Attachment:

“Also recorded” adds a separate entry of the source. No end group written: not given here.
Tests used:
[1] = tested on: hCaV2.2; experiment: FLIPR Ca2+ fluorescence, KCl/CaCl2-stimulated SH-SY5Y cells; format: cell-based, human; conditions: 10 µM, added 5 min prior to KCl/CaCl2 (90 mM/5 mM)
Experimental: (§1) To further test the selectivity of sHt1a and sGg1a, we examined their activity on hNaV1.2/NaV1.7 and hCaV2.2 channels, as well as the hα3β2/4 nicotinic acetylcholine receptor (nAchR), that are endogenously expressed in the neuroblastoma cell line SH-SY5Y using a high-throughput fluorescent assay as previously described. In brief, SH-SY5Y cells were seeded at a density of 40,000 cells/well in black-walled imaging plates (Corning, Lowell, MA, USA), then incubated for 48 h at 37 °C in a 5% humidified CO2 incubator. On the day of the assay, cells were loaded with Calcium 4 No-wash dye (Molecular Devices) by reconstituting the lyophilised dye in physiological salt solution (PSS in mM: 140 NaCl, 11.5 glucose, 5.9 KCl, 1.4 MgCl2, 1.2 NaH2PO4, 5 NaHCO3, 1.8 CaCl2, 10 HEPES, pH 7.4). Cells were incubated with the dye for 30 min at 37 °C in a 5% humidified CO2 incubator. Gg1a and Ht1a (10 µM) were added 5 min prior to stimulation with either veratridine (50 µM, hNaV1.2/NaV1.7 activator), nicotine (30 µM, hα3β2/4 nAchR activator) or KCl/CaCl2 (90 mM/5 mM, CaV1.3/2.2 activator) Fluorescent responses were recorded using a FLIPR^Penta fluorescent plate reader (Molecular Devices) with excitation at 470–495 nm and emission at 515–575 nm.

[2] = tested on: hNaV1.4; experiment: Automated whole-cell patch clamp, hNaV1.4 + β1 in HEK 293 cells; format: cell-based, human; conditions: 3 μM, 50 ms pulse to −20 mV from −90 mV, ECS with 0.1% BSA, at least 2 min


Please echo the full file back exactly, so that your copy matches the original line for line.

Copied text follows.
“Also recorded” adds a separate entry of the source. No end group written: not given here.
Tests used:
[1] = tested on: hCaV2.2; experiment: FLIPR Ca2+ fluorescence, KCl/CaCl2-stimulated SH-SY5Y cells; format: cell-based, human; conditions: 10 µM, added 5 min prior to KCl/CaCl2 (90 mM/5 mM)
Experimental: (§1) To further test the selectivity of sHt1a and sGg1a, we examined their activity on hNaV1.2/NaV1.7 and hCaV2.2 channels, as well as the hα3β2/4 nicotinic acetylcholine receptor (nAchR), that are endogenously expressed in the neuroblastoma cell line SH-SY5Y using a high-throughput fluorescent assay as previously described. In brief, SH-SY5Y cells were seeded at a density of 40,000 cells/well in black-walled imaging plates (Corning, Lowell, MA, USA), then incubated for 48 h at 37 °C in a 5% humidified CO2 incubator. On the day of the assay, cells were loaded with Calcium 4 No-wash dye (Molecular Devices) by reconstituting the lyophilised dye in physiological salt solution (PSS in mM: 140 NaCl, 11.5 glucose, 5.9 KCl, 1.4 MgCl2, 1.2 NaH2PO4, 5 NaHCO3, 1.8 CaCl2, 10 HEPES, pH 7.4). Cells were incubated with the dye for 30 min at 37 °C in a 5% humidified CO2 incubator. Gg1a and Ht1a (10 µM) were added 5 min prior to stimulation with either veratridine (50 µM, hNaV1.2/NaV1.7 activator), nicotine (30 µM, hα3β2/4 nAchR activator) or KCl/CaCl2 (90 mM/5 mM, CaV1.3/2.2 activator) Fluorescent responses were recorded using a FLIPR^Penta fluorescent plate reader (Molecular Devices) with excitation at 470–495 nm and emission at 515–575 nm.

[2] = tested on: hNaV1.4; experiment: Automated whole-cell patch clamp, hNaV1.4 + β1 in HEK 293 cells; format: cell-based, human; conditions: 3 μM, 50 ms pulse to −20 mV from −90 mV, ECS with 0.1% BSA, at least 2 min